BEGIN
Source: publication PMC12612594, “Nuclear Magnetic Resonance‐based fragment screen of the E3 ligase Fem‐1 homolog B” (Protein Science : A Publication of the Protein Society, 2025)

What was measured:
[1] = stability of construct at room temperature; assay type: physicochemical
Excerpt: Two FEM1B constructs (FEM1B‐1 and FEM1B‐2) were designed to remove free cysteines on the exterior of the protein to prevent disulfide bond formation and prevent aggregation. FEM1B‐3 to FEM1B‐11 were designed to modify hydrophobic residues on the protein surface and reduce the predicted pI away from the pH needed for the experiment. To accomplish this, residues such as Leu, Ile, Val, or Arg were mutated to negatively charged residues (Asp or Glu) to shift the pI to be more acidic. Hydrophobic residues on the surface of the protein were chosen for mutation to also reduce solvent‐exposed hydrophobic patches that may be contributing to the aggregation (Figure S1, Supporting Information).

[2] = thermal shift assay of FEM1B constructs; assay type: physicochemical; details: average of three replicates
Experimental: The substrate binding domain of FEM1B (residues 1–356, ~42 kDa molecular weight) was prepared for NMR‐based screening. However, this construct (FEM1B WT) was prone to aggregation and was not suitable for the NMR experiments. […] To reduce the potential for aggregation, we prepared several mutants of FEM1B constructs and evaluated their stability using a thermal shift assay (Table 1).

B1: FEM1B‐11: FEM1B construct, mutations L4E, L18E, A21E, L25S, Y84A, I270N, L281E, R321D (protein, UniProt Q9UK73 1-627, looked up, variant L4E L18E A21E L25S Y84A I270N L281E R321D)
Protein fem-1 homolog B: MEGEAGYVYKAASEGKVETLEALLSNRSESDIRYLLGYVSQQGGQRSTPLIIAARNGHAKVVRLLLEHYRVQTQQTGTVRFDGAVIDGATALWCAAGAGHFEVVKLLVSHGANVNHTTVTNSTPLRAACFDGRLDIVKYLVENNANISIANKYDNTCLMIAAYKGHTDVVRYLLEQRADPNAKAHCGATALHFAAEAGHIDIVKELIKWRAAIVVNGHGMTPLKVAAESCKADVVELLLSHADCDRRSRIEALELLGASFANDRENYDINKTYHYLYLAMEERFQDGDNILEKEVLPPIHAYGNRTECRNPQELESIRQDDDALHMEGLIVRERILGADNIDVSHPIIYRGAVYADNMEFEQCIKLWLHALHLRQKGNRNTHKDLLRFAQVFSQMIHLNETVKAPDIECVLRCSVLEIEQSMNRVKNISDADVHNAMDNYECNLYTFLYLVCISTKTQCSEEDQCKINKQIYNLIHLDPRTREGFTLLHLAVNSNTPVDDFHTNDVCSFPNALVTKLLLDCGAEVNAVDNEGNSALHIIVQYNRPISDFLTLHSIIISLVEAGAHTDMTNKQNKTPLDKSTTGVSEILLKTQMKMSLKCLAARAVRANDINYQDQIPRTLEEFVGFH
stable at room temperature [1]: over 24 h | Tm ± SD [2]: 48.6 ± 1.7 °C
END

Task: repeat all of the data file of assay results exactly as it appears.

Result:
Source: publication PMC12612594, “Nuclear Magnetic Resonance‐based fragment screen of the E3 ligase Fem‐1 homolog B” (Protein Science : A Publication of the Protein Society, 2025)

What was measured:
[1] = stability of construct at room temperature; assay type: physicochemical
Excerpt: Two FEM1B constructs (FEM1B‐1 and FEM1B‐2) were designed to remove free cysteines on the exterior of the protein to prevent disulfide bond formation and prevent aggregation. FEM1B‐3 to FEM1B‐11 were designed to modify hydrophobic residues on the protein surface and reduce the predicted pI away from the pH needed for the experiment. To accomplish this, residues such as Leu, Ile, Val, or Arg were mutated to negatively charged residues (Asp or Glu) to shift the pI to be more acidic. Hydrophobic residues on the surface of the protein were chosen for mutation to also reduce solvent‐exposed hydrophobic patches that may be contributing to the aggregation (Figure S1, Supporting Information).

[2] = thermal shift assay of FEM1B constructs; assay type: physicochemical; details: average of three replicates
Experimental: The substrate binding domain of FEM1B (residues 1–356, ~42 kDa molecular weight) was prepared for NMR‐based screening. However, this construct (FEM1B WT) was prone to aggregation and was not suitable for the NMR experiments. […] To reduce the potential for aggregation, we prepared several mutants of FEM1B constructs and evaluated their stability using a thermal shift assay (Table 1).

B1: FEM1B‐11: FEM1B construct, mutations L4E, L18E, A21E, L25S, Y84A, I270N, L281E, R321D (protein, UniProt Q9UK73 1-627, looked up, variant L4E L18E A21E L25S Y84A I270N L281E R321D)
Protein fem-1 homolog B: MEGEAGYVYKAASEGKVETLEALLSNRSESDIRYLLGYVSQQGGQRSTPLIIAARNGHAKVVRLLLEHYRVQTQQTGTVRFDGAVIDGATALWCAAGAGHFEVVKLLVSHGANVNHTTVTNSTPLRAACFDGRLDIVKYLVENNANISIANKYDNTCLMIAAYKGHTDVVRYLLEQRADPNAKAHCGATALHFAAEAGHIDIVKELIKWRAAIVVNGHGMTPLKVAAESCKADVVELLLSHADCDRRSRIEALELLGASFANDRENYDINKTYHYLYLAMEERFQDGDNILEKEVLPPIHAYGNRTECRNPQELESIRQDDDALHMEGLIVRERILGADNIDVSHPIIYRGAVYADNMEFEQCIKLWLHALHLRQKGNRNTHKDLLRFAQVFSQMIHLNETVKAPDIECVLRCSVLEIEQSMNRVKNISDADVHNAMDNYECNLYTFLYLVCISTKTQCSEEDQCKINKQIYNLIHLDPRTREGFTLLHLAVNSNTPVDDFHTNDVCSFPNALVTKLLLDCGAEVNAVDNEGNSALHIIVQYNRPISDFLTLHSIIISLVEAGAHTDMTNKQNKTPLDKSTTGVSEILLKTQMKMSLKCLAARAVRANDINYQDQIPRTLEEFVGFH
stable at room temperature [1]: over 24 h | Tm ± SD [2]: 48.6 ± 1.7 °C